Helpful Tips To Keep Wasps Away From Your Hummingbird Feeder

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If you enjoy watching your hummingbird feeders lure these elusive birds to your yard, but you don't like dealing with the wasps that visit as well, check out these tips for deterring them. Wasps get a bad rap and are often labeled as backyard pests. However, these predatory insects are important members of the ecosystem. They can even help keep your garden pest population in check by eating other bugs. That said, these insects love the sweet taste of nectar as much as any other pollinator. Translation: where there's a hummingbird feeder, there will likely be wasps.

Despite their beneficial presence in the garden, wasps can pose an inconvenience to humans or feeding birds when many of them crowd the feeders. It's better for your yard if you don't focus on eliminating wasps from your yard altogether. Instead, the best course of action is to limit their presence at the feeder by encouraging them to find other food sources. Here, you'll find several approaches that can help reduce the number of wasps gathered at the hummingbird feeder, while still benefiting from their presence elsewhere in your yard and garden.

Use saucer hummingbird feeders

Switching the type of hummingbird feeder you're using could reduce the number of wasps you see buzzing outside. There are two main types of hummingbird feeders: saucer feeders and inverted or vacuum feeders. Saucer feeders have a reservoir at the base of the feeder covered by a plate with holes where birds can dip their beaks and draw up nectar. The feeder is filled by removing the plate, filling the base with nectar, and replacing the plate. On the other hand, inverted or vacuum feeders feature an inverted bottle with a vacuum seal that doles out nectar to a few ports along the bottom of the feeder. 

In inverted, or vacuum feeders, nectar often sits closer to the top of the ports than in saucer feeders. This means that wasps have a harder time accessing nectar in saucer feeders. Some bird enthusiasts swear by not filling their saucer feeders all the way so the nectar sits even farther from the surface. That way it's accessible to hummingbirds' long beaks but out of reach of wasps.

Add nectar guard tips to deter wasps

Wasps are drawn to the sweet nectar on offer at your hummingbird feeder, sometimes even crawling inside the feeder's ports to drink the stuff. However, when the nectar is harder for wasps to access, they may leave the feeder altogether and search for other food sources that require less effort to reach. That's why many hummingbird watchers install nectar guard tips (sometimes called bee guards) like these from Amazon. Bee guards regulate access to nectar and drive wasps and other insects away.

Nectar guards are small plastic pieces that can be placed in the feeder ports. The result is that the size of the feeding hole is reduced and wasps are prevented from crawling inside and feasting. Meanwhile, the nectar port is wide enough for the hummingbird's narrow beaks and tongues to continue to access the sweet food. Nectar guards can be purchased separately from the hummingbird feeder. They are replaceable if they wear out due to prolonged exposure to the sun and other elements.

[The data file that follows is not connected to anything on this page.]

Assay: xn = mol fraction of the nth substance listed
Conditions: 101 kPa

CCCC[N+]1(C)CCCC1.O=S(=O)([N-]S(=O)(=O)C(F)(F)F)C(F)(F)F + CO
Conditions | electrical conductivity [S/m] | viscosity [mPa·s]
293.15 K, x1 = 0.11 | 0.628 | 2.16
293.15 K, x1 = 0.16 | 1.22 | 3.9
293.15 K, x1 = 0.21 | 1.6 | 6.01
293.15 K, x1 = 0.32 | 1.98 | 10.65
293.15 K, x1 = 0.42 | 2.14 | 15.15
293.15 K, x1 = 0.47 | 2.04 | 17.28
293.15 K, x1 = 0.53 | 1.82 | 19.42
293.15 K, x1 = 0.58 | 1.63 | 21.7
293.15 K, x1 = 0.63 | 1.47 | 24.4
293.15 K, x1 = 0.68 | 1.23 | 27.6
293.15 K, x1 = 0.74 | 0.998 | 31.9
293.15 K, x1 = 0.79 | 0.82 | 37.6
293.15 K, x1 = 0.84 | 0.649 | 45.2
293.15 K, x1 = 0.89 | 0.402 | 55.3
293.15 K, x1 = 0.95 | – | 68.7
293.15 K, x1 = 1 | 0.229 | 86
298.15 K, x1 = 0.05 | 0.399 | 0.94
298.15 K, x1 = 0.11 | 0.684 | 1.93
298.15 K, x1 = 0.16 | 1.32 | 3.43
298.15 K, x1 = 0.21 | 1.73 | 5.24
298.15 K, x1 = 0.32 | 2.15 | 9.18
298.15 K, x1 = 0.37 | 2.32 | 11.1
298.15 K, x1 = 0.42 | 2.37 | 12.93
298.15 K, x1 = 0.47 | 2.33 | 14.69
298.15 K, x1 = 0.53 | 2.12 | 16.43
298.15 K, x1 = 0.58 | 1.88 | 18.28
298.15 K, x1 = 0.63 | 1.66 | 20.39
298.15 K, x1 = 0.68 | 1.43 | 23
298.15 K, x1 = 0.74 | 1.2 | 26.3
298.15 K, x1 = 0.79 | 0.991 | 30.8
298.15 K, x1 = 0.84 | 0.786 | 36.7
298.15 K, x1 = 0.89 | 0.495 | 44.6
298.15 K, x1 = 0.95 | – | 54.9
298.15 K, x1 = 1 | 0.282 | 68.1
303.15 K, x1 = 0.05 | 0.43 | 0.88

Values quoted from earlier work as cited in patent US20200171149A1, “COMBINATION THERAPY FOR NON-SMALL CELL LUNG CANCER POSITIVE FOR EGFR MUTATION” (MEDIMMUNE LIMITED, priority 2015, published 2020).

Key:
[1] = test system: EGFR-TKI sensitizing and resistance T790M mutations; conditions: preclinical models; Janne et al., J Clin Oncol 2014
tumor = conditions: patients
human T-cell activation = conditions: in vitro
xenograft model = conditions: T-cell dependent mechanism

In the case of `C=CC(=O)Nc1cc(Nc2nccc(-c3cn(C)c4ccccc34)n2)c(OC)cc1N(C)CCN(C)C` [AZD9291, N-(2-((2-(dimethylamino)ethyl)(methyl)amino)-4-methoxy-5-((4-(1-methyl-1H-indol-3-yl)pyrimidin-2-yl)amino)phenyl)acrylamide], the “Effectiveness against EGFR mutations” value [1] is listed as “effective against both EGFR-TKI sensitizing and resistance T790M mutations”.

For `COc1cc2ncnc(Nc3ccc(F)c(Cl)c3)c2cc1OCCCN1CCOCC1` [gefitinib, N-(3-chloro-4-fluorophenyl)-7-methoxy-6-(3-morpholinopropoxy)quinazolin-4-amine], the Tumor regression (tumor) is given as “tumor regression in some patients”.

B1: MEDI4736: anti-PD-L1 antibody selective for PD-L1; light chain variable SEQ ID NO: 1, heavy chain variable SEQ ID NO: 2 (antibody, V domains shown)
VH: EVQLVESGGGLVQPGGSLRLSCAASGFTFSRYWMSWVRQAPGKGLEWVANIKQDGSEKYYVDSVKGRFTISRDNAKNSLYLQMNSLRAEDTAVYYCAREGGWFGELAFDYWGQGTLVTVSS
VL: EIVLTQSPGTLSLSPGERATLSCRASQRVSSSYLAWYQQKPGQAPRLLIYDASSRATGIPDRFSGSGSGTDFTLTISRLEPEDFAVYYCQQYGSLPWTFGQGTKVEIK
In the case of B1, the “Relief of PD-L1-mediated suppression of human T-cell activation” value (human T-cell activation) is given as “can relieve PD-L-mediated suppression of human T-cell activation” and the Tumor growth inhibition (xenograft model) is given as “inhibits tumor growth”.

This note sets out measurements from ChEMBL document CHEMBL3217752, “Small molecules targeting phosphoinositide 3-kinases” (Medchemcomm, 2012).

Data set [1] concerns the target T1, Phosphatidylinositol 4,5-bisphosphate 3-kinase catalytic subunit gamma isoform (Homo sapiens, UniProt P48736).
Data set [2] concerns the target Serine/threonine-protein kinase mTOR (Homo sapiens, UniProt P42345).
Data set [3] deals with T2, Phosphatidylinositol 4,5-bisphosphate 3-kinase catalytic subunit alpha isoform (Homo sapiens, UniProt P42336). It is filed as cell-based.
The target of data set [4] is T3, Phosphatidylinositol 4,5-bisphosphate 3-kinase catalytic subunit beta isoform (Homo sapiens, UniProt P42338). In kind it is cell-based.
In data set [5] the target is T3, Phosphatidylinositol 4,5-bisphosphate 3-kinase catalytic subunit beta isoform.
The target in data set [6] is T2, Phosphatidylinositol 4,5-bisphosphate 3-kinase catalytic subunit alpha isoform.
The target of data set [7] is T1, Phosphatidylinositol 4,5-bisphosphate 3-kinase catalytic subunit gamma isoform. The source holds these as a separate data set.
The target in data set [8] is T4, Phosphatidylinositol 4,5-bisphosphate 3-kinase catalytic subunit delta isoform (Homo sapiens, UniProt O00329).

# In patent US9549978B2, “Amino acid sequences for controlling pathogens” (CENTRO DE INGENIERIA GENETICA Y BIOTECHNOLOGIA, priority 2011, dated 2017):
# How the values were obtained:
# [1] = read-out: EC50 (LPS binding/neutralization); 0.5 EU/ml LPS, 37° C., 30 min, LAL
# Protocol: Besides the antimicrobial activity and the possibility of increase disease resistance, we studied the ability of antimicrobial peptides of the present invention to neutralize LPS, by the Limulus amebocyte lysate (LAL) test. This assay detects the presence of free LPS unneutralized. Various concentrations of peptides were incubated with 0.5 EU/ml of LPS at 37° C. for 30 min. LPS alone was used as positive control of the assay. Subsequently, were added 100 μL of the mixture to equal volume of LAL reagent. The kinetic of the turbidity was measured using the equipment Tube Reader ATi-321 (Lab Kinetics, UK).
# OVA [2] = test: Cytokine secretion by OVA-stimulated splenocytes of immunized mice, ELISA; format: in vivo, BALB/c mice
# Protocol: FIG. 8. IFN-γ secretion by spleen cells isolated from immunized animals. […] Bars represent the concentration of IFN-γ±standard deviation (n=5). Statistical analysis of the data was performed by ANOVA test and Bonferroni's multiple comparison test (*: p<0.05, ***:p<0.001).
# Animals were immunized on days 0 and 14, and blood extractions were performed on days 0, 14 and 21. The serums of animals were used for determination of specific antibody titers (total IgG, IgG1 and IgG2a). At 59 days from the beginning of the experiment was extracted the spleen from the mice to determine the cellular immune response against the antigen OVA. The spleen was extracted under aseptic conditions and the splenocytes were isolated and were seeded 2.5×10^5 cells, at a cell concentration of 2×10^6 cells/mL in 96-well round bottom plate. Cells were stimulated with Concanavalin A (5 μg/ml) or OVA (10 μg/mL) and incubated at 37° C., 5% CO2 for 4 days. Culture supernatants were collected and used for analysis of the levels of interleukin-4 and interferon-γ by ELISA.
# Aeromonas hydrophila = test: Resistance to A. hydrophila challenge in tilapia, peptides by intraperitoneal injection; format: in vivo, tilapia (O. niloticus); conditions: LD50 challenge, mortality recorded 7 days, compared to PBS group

Avoid wasp-attracting yellow markings on feeders

Like other pollinating insects, wasps see a different spectrum of colors than people see. Wasps are most attracted to yellow and white, which resemble some of the flowers they like to eat from, like goldenrod or dogwood. On the other hand, they have a hard time seeing the color red. Luckily, hummingbird feeders are usually red (because the petite flyers are attracted to the color), which is ideal for limiting notice from wasps. 

Less luckily, though, some feeders and nectar guards have yellow accent colors, especially around the feeding ports. So, try to minimize the yellow markings on your hummingbird feeders. If you buy nectar guards, choose models that are red or clear in color instead of yellow when available. Also, take note of the colors present around your hummingbird feeder. If there are white or yellow flowers or decorative elements nearby, consider moving the hummingbird feeder to a different location where it may attract less notice from wasps.

Move your hummingbird feeders periodically

Wasps are clever creatures and when it comes to finding food they like to work smarter, not harder. Translation: If there's an easy meal to be had at a hummingbird feeder, you can bet they'll choose that over pollinating your flowers. For that reason, hang your hummingbird feeders at a distance from your flower beds to not lure winged guests away from your garden. However, if wasps have already found your feeder, you can still put them off the scent of an easy meal. 

Wasps will likely return to the same food source for as long as they're able. But, experts explain that you can throw them off by moving or temporarily removing the feeder they've been flocking to. Hummingbirds will still look for it, while wasps may be more easily contented with finding another food source nearby. Relief isn't permanent, so you may want to move feeder locations every few days. You may even consider taking it inside if you have many wasps in your yard. Wash the feeder, and wait a couple of days to allow the wasps to disperse and move on. Then refill the feeder and place it back outside in a new location. 

Clean the feeder (and the area around it) regularly

Let's state the obvious: You should be cleaning your hummingbird feeders regardless of any wasp issues. The Audubon Society suggests emptying and cleaning hummingbird feeders weekly, or each time you refill them, during the colder months. Then, double the frequency to twice weekly during warmer seasons. The main reason to do this is to keep feeders clean and free of mold and reduce the risk of illness to birds. 

Bird benefits aside, keeping feeders clean can also limit wasps. Sweet spills and mess attract wasps, so keep the feeder and the area around it clean. If sugar water pools on the ground or drips down a wall, take a hose to the area. When cleaning feeders, hot water is usually enough to do the job. However, you'll want to avoid common mistakes when cleaning your hummingbird feeder. For instance, don't forget to take them apart to thoroughly clean all of the parts, and avoid using harsh bleach. Instead, use a gentle vinegar dilution to keep hummingbirds safe and healthy.